Every year, London Bridge Experience is having a special Halloween event called Phobophobia, where the already scary attraction is transformed into an even more terrifying experience. This year the theme of the event is The Ventriloquist Nightmare and if you find dummies, dolls and marionettes spooky, then you are in for a treat! The set of the London Bridge Experience is transformed into a multi-sensory experience like you haven’t encountered before, where all your senses are challenged and your ultimate fears brought to light… or shall I say darkness?
I was very excited when I received the invitation to attend the press preview of this year’s performance, which you have to know it will only take place from the 22nd until the 31st of October (you can buy your tickets from the Attraction Tix website where you can save 40% off the gate price).
The event started with a drinks reception which was animated by three of my greatest fears: snakes! I don’t know what everyone thinks about snakes but when I see one I usually start walking backwards and avoid eye contact. It took me a bit of time to gather my courage and step into the room where the reptiles were. They did look harmless and after a glass of wine I managed to approach one of them, the small red and white one called Jellybean. I found out from his keeper that he was only 3 years old and that his sight and sense of smell are terrible. I also found out that humans are not interesting for snakes because we are too big to be eaten and they will avoid attacking anyway if they are fed.
Time flied and soon enough my group’s turn to get into the dungeons arrived. I have never been to the London Bridge Experience before and I didn’t know what to expect. At the beginning we were 7 people led by the bloody butcher inside the first room but one of us couldn’t take the pressure and requested to get out after not even one minute. With one member already lost to the fear, we decided that it would be a good idea to hold our hands, even if we didn’t know each other. The butcher told us the story about his master, who was hiding somewhere inside the labyrinth and then waved good-bye, pointing us to the dark tunnel from where we could only hear others screaming.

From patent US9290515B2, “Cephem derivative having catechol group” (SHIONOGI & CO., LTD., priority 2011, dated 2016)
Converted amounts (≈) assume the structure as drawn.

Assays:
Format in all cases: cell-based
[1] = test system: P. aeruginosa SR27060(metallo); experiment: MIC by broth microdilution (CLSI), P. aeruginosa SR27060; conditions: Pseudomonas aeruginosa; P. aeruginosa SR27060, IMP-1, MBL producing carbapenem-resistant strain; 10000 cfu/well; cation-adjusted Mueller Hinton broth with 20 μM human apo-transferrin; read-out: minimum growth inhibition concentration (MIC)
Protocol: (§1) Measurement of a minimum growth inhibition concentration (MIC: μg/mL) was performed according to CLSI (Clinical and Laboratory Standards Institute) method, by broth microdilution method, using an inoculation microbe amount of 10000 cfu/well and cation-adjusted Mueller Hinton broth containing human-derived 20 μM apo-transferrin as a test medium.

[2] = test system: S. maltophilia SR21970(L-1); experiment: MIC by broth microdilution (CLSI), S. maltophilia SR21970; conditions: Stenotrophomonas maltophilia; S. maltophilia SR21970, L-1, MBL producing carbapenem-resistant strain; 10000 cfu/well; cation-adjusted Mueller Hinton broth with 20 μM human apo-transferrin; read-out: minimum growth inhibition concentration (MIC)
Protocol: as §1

I won’t spoil the surprise and tell you what’s waiting for you inside the scary maze. I will however say that having been served wine before starting this experience helped a bit with the courage. The trail lasts for about half an hour and during all this time you walk through total darkness. Your eyes can’t properly adjust to the lighting conditions because of the strobe flashes and you can never know what’s coming for you. The set is very well designed with a lot of details and it’s also the home of the resident zombies, who bring the show to life. You never when when they will show up and touch you, while enjoying you scream.
There are a few parts of the maze where your brain is challenged too into figuring out which is the right perspective. Am I standing still or am I going to roll over, I asked myself while stepping onto a very cleverly made bridge. When I thought I could see the ending and my heart started to calm down, the entire room transformed into a horror movie. “It’s not real, it’s not real, it’s not real” I kept telling myself, trying to find the exit. I won’t tell you what it is that scared me so much, but I can tell you that it feels very real.
Phobophobia is an event not recommended for young children, women in the late stages of pregnancy, people with heart problems or nervous dispositions or people with claustrophobia or epilepsy because of the special light effects, loud noises and smoke.
After the event I have spoken with James Kislingbury, the attraction director of the London Bridge Experience, about how the entire maze was built. He told me that even if the location itself it’s creepy enough, there is a lot of work put into each show’s design. He mentioned that even if this is an American concept, everything at the London Bridge Experience is British. No wonder that it has won the prize for the UK’s Scariest Attraction so many years in a row. The difference is in the details, and while at other attractions, when you look behind all you can see are the lights and the backstage, if you turn around inside the maze at the London Bridge Experience the scenery doesn’t change. You are still in a nightmare and you are still surrounded by fear.
So, I am asking you now, are you brave enough to face your fears and go down the labyrinths of Phobophobia?